Today, as so many of us move around the city, following overpasses, and taking tunnels, we little think about the hardships of times gone by, not just for those traversing the city, but for those building some of our iconic roads. The Argyle Cut is the major road link connecting Darling Harbour and Sydney Cove. Today, many of us pass through this amazing, short tunnel, but few of us spare a thought to the great amount of time, expense and risk which went into building it.
Argyle Street has, in some form, existed for more than two centuries. The road was officially built in 1810, leading from George Street towards Millers Point, but it came to an abrupt halt at a sheer rock face. A set of stairs was carved into the rock face at this point, which people could use to reach Cumberland Street and from there reach Millers Point and Darling Harbour, but they had to do it on foot. As a result it was impossible to move carts, vehicles and cargo directly between Sydney Cove and Darling Harbour.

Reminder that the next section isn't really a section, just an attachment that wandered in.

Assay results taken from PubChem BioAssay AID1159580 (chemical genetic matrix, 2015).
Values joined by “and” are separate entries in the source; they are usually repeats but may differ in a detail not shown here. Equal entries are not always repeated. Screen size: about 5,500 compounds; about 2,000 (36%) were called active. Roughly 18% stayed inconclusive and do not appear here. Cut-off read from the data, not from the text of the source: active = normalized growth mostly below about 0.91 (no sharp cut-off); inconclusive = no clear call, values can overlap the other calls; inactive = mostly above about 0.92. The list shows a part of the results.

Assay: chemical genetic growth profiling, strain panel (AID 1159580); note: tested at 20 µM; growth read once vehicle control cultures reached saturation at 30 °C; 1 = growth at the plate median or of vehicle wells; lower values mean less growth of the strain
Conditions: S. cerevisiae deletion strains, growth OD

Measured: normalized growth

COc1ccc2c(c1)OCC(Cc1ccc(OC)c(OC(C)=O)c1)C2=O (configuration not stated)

Yet both Darling Harbour (then Darling Island) and Sydney Cove were major hubs of activity, and a more efficient way of moving between the two soon became a priority. A plan for the Argyle Cut was drawn up by Edward Hallen in 1832 and work began in 1843. The initial work was completed by convicts in chain gangs, under overseer Tim Lane, who was renowned for his cruelty and love of flogging. Yet transportation of Convicts to NSW had officially ceased in 1840, and residents were unhappy with seeing convicts working in full chains, no matter how important the work they were completing. Work on the Argyle Cut was eventually abandoned by the government, only to be recommenced with paid labour and gunpowder by the Sydney Municipal Council. Work on the Argyle Cut was completed in 1859.